Bacterial Endotoxin Testing: Representative Samples

enigl at enigl at
Thu Mar 20 18:21:49 EST 1997

In article <19970314030900.WAA11499 at>, panjablion at (PANJABLION) writes:

> How do you get representative samples
>from a batch of finished products once they have already been packaged and
>ther are no segregation of beginning, middle and end of the batch?  If
>anyone has any information, please e-mail me at panjablion at

IMO, At this late date, the FDA will _never_ be satisfied that you took enough samples and got representative samples.  Your SOP originally said sampling needed to be B-M-E to control the process.  Also, was B-M-E  justified in the first place by studies with more or less sampling?  I recommend time sequence or piece sequence blocked sampling.  At this point you can't claim random or blocked design. . .  But, you could try numbering the boxes and then re-randomizing them.  That might be ok but a major investigation will have to run more samples than normal to validate that design.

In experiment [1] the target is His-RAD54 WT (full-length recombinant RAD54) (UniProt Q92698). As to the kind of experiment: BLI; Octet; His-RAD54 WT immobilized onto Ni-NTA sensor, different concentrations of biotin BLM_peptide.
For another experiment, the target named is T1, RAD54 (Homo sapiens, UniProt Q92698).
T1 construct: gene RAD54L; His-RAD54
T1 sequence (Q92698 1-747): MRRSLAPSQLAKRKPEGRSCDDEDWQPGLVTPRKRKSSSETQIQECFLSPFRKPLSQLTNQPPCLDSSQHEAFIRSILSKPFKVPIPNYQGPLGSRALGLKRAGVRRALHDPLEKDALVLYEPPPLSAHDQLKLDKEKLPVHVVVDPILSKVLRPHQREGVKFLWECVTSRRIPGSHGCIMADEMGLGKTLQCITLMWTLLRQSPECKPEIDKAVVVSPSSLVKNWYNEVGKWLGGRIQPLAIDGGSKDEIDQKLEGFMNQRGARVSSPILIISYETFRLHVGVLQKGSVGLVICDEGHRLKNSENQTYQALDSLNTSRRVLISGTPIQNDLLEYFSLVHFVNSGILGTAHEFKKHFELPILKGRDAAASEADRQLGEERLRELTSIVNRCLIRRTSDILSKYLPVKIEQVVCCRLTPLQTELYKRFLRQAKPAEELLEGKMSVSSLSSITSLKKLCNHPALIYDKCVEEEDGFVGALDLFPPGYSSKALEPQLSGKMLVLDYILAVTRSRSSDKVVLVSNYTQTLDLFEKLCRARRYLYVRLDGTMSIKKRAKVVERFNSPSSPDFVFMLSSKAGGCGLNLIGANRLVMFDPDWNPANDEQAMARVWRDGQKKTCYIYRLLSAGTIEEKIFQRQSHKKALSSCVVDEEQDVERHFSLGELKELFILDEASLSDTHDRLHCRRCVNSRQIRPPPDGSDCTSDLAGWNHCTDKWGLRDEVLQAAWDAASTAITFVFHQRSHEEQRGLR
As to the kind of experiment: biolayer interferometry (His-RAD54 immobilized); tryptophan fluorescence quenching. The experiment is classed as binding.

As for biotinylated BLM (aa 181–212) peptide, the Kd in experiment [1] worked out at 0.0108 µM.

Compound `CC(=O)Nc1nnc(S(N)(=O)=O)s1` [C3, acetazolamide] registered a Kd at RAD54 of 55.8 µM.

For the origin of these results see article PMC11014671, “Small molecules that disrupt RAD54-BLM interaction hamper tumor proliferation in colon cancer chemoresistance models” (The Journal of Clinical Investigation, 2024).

Look at the USP and PDA monographs for sampling schemes.  Be able to show the FDA a photocopy of the pages you are using to justify the representative sampling scheme from a valid source, (i.e., don't use an internet reference or "verbal" suggestion because they will not carry any weight with the FDA).    Add the pages to your investigation report and get high ranking sign-offs e.g., VPs of QA and Compliance.

Davin C. Enigl, (Sole Proprietorship) MEAS

Microbiology Consulting,  Hazard Analysis and
Critical Control Points (HACCP), CGMP, and Validations
for the Food, Cosmetic, Nutritional  Supplement, and Pharmaceutical Industry

enigl at

March 20, 1997
1:29 pm

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